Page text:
Initial Impressions

Initial Impressions: Leaf Credo Announcement

Leaf Credo Digital Back Announcement

You may or may not be aware that PhaseOne and Leaf (as well as Mamiya) are now all owned by PhaseOne, so there really isn’t any discrepancy between the brands. Until recently when Mamiya and Leaf announced their merger to form the consolidated MamiyaLeaf Group, the lines had been blurred slightly as to who was making what. Since the Mamiya ZD camera, all of the Mamiya branded digital backs had been Leaf backs with the Mamiya brand name painted on them, and lacking the confusing (to me) Leaf naming system for their backs. Now that the merger has taken place (see press release) the Mamiya kits sold at B&H have been re-named to match their “proper” Leaf names for the various camera models. Now the only confusion remains between the brands “PhaseOne” and “Leaf”. People have to understand that these brands are no longer Denmark and Israel duking it out for the lions share of the interchangeable MFDB industry. In reality, at this point they have subdivided their products based on quality to meet the demands of different market segments.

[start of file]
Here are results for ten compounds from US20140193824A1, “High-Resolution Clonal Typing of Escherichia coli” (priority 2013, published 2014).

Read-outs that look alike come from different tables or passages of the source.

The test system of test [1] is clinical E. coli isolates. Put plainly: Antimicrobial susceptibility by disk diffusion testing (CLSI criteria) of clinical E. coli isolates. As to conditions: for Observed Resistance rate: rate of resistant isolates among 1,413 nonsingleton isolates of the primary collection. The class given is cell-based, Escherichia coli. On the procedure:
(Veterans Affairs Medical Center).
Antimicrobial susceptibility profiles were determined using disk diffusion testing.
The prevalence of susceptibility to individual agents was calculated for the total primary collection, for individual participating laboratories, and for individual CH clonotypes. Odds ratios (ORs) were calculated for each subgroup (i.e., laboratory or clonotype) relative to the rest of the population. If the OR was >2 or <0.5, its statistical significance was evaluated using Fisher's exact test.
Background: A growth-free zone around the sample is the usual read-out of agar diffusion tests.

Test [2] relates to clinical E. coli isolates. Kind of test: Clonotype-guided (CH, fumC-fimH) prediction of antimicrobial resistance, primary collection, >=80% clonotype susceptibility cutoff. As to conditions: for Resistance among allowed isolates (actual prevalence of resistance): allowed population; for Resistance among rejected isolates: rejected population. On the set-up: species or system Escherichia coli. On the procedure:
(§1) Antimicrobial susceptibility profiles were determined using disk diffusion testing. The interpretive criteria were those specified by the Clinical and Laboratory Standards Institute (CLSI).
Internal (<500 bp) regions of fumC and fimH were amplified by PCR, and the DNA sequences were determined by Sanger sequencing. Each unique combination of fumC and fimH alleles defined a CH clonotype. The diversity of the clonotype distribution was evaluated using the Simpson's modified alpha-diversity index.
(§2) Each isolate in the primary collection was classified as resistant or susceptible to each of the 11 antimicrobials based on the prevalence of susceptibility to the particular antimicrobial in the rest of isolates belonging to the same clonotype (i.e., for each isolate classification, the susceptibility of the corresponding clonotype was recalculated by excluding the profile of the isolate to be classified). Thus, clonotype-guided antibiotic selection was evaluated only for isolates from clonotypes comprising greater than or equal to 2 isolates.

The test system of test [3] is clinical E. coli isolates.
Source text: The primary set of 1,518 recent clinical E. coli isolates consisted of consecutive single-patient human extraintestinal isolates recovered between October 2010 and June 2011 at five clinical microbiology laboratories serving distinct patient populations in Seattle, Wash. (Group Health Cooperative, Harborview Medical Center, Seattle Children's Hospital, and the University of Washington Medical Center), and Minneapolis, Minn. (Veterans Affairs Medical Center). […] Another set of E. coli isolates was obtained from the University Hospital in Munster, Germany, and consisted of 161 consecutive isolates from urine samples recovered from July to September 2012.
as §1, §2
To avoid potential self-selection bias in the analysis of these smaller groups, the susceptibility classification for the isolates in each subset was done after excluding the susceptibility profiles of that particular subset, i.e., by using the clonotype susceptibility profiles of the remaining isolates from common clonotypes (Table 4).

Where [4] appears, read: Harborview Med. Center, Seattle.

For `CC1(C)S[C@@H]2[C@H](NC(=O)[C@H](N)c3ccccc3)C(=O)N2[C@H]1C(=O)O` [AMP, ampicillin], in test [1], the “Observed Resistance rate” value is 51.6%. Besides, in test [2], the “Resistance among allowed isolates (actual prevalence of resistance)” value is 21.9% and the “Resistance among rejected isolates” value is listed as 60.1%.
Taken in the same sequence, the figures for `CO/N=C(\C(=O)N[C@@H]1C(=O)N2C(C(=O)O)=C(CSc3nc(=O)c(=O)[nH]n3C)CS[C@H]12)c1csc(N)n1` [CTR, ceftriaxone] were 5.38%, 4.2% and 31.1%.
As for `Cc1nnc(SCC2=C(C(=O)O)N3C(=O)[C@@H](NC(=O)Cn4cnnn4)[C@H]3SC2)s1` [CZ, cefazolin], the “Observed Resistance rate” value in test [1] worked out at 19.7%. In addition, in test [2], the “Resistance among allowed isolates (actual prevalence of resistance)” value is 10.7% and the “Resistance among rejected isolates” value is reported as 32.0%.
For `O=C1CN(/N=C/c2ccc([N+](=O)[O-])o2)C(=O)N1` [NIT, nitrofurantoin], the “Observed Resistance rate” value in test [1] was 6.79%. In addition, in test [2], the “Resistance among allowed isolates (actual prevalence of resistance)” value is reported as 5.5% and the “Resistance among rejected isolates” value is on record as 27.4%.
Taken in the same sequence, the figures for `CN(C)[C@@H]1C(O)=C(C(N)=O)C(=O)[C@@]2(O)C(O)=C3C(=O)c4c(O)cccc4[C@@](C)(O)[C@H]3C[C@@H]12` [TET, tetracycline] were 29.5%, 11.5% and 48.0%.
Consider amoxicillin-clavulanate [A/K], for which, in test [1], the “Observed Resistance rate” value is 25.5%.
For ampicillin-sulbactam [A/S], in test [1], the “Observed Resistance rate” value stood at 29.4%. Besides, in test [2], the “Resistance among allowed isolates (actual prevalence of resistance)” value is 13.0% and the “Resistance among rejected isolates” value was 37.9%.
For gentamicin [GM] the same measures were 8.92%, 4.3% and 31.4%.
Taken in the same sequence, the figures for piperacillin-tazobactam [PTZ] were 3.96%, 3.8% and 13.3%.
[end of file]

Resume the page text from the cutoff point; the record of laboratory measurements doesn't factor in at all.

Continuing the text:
In my opinion, prior to the announcement of the Leaf Credo the lines had been clearly drawn between PhaseOne who were certainly on the “Higher-End” and Leaf who were on the “Lower-End” (Of course, all is relative). As I have made clear in my feelings about the Leaf Aptus backs, based on MY prior experience and how they compared to the Hasselblad H and PhaseOne P+ and IQ series digital backs. Others, especially those who typically  use them in studios, and tethered have different opinions then myself, which they have kindly made abundantly clear to me since the release of my Leaf Aptus II 10 review. Since then my knowledge of the industry and technical side of cameras has grown as a whole and I can better appreciate Leaf’s place in the world, but during that same time I have had little to no more exposure to Leaf Aptus backs, so my opinions of them have remained the same. Simply put, still based on my personal experiences, I believe they are subpar to equivalent Hasselblad and PhaseOne models. That said, people who are actually paid to take pictures use Leaf and find it to be an acceptable shooting experience for them.